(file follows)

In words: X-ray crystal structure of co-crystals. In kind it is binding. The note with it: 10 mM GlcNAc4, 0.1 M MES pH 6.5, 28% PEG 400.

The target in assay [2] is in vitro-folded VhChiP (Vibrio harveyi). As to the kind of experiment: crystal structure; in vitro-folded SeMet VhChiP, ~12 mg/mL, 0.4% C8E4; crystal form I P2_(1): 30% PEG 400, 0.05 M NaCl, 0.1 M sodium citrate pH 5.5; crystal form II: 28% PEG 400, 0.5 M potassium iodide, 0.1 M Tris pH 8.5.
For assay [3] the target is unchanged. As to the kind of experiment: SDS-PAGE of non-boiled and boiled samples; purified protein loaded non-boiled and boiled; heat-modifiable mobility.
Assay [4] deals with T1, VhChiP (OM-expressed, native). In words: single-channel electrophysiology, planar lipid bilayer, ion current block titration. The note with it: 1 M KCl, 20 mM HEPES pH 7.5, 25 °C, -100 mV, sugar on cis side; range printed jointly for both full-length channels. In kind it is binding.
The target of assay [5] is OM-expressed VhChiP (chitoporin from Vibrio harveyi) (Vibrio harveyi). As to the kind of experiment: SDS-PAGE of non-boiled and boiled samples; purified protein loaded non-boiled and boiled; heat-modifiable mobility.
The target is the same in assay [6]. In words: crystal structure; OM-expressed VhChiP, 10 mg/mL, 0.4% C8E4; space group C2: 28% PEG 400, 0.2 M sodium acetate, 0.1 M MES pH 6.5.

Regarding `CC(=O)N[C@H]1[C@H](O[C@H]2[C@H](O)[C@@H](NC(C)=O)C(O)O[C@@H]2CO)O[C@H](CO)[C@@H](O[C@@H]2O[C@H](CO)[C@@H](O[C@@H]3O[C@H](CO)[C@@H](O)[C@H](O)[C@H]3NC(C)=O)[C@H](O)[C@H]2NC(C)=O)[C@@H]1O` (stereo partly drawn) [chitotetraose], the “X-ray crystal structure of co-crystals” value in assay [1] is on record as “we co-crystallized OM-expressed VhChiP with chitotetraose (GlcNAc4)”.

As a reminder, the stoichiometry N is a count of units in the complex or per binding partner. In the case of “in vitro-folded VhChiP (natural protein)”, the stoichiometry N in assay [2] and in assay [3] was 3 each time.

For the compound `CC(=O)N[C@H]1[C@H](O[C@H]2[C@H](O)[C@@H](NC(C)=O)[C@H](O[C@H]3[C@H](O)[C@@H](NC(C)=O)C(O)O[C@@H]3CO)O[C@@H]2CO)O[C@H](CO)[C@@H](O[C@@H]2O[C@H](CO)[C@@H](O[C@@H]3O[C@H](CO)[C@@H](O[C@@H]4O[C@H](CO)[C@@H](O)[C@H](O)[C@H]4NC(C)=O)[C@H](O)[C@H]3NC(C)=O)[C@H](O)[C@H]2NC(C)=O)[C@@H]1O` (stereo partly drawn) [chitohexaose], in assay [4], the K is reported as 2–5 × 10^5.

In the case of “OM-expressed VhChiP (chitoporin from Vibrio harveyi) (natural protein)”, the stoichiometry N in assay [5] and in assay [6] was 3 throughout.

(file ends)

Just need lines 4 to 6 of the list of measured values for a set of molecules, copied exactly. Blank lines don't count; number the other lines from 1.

Assay [4] deals with T1, VhChiP (OM-expressed, native). In words: single-channel electrophysiology, planar lipid bilayer, ion current block titration. The note with it: 1 M KCl, 20 mM HEPES pH 7.5, 25 °C, -100 mV, sugar on cis side; range printed jointly for both full-length channels. In kind it is binding.
The target of assay [5] is OM-expressed VhChiP (chitoporin from Vibrio harveyi) (Vibrio harveyi). As to the kind of experiment: SDS-PAGE of non-boiled and boiled samples; purified protein loaded non-boiled and boiled; heat-modifiable mobility.
The target is the same in assay [6]. In words: crystal structure; OM-expressed VhChiP, 10 mg/mL, 0.4% C8E4; space group C2: 28% PEG 400, 0.2 M sodium acetate, 0.1 M MES pH 6.5.